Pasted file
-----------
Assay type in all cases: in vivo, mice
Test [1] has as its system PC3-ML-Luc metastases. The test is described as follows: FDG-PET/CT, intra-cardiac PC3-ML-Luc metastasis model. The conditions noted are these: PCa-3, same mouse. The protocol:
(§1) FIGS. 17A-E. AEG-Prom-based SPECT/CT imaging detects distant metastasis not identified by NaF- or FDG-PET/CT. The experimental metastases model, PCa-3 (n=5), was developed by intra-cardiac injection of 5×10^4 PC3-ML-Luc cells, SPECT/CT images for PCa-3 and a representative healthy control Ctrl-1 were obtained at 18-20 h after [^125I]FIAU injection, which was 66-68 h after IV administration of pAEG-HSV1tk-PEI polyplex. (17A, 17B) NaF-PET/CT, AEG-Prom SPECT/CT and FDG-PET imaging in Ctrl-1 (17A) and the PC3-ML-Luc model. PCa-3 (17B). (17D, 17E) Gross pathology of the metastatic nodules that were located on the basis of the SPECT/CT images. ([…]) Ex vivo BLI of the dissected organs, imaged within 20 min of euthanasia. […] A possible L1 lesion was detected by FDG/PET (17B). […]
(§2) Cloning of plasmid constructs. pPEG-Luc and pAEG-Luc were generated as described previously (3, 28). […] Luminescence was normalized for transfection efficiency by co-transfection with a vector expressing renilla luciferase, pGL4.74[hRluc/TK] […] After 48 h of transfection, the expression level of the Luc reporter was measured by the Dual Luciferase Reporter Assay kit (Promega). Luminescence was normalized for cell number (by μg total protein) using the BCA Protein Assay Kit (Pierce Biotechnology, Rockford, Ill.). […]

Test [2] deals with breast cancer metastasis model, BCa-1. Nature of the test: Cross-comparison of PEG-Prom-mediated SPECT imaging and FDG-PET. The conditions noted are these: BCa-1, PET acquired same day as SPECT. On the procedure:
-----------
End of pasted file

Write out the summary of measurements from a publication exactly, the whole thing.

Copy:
Assay type in all cases: in vivo, mice
Test [1] has as its system PC3-ML-Luc metastases. The test is described as follows: FDG-PET/CT, intra-cardiac PC3-ML-Luc metastasis model. The conditions noted are these: PCa-3, same mouse. The protocol:
(§1) FIGS. 17A-E. AEG-Prom-based SPECT/CT imaging detects distant metastasis not identified by NaF- or FDG-PET/CT. The experimental metastases model, PCa-3 (n=5), was developed by intra-cardiac injection of 5×10^4 PC3-ML-Luc cells, SPECT/CT images for PCa-3 and a representative healthy control Ctrl-1 were obtained at 18-20 h after [^125I]FIAU injection, which was 66-68 h after IV administration of pAEG-HSV1tk-PEI polyplex. (17A, 17B) NaF-PET/CT, AEG-Prom SPECT/CT and FDG-PET imaging in Ctrl-1 (17A) and the PC3-ML-Luc model. PCa-3 (17B). (17D, 17E) Gross pathology of the metastatic nodules that were located on the basis of the SPECT/CT images. ([…]) Ex vivo BLI of the dissected organs, imaged within 20 min of euthanasia. […] A possible L1 lesion was detected by FDG/PET (17B). […]
(§2) Cloning of plasmid constructs. pPEG-Luc and pAEG-Luc were generated as described previously (3, 28). […] Luminescence was normalized for transfection efficiency by co-transfection with a vector expressing renilla luciferase, pGL4.74[hRluc/TK] […] After 48 h of transfection, the expression level of the Luc reporter was measured by the Dual Luciferase Reporter Assay kit (Promega). Luminescence was normalized for cell number (by μg total protein) using the BCA Protein Assay Kit (Pierce Biotechnology, Rockford, Ill.). […]

Test [2] deals with breast cancer metastasis model, BCa-1. Nature of the test: Cross-comparison of PEG-Prom-mediated SPECT imaging and FDG-PET. The conditions noted are these: BCa-1, PET acquired same day as SPECT. On the procedure: